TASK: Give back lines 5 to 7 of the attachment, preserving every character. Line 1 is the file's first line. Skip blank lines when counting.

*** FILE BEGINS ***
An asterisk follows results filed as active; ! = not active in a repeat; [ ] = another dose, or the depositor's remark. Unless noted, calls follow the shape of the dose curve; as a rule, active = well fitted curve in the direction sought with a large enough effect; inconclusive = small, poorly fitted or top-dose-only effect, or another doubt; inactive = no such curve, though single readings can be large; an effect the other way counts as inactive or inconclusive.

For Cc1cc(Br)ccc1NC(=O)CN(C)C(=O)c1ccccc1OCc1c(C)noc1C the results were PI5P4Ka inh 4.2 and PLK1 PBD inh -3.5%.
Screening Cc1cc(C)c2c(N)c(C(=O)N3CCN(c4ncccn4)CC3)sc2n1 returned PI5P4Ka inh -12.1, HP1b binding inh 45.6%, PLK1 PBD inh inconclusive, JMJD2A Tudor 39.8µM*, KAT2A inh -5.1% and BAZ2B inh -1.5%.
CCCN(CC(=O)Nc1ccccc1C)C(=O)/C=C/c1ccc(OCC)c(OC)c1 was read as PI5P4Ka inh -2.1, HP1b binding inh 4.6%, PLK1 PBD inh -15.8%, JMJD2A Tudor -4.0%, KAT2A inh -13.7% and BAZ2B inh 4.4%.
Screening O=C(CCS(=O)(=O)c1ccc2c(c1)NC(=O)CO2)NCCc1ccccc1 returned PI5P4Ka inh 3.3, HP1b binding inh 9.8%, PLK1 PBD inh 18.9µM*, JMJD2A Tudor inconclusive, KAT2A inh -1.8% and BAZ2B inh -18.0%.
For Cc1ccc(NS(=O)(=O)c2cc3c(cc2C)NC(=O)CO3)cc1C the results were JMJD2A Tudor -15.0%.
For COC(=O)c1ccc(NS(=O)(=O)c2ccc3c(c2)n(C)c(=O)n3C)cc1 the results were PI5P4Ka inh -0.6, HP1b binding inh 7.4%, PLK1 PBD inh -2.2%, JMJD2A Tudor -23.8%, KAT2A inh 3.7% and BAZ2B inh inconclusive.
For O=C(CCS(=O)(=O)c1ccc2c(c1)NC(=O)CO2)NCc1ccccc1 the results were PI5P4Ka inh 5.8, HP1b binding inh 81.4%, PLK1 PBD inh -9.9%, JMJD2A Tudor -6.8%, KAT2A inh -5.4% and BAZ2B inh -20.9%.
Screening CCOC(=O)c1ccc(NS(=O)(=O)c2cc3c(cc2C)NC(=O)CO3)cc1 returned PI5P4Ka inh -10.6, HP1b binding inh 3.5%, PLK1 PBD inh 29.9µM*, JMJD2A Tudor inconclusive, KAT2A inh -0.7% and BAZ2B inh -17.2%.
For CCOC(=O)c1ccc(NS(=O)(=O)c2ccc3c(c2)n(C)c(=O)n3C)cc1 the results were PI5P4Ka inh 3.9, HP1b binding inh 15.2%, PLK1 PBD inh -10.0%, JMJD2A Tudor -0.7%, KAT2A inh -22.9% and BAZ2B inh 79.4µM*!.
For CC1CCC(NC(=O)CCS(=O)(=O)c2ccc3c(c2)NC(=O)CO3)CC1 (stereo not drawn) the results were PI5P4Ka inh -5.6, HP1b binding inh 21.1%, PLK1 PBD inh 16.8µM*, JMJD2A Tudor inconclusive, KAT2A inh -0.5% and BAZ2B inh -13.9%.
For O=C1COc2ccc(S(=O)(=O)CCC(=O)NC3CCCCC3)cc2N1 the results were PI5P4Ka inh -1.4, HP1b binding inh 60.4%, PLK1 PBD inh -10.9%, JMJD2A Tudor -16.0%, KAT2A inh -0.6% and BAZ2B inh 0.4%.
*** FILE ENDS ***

Screening O=C(CCS(=O)(=O)c1ccc2c(c1)NC(=O)CO2)NCCc1ccccc1 returned PI5P4Ka inh 3.3, HP1b binding inh 9.8%, PLK1 PBD inh 18.9µM*, JMJD2A Tudor inconclusive, KAT2A inh -1.8% and BAZ2B inh -18.0%.
For Cc1ccc(NS(=O)(=O)c2cc3c(cc2C)NC(=O)CO3)cc1C the results were JMJD2A Tudor -15.0%.
For COC(=O)c1ccc(NS(=O)(=O)c2ccc3c(c2)n(C)c(=O)n3C)cc1 the results were PI5P4Ka inh -0.6, HP1b binding inh 7.4%, PLK1 PBD inh -2.2%, JMJD2A Tudor -23.8%, KAT2A inh 3.7% and BAZ2B inh inconclusive.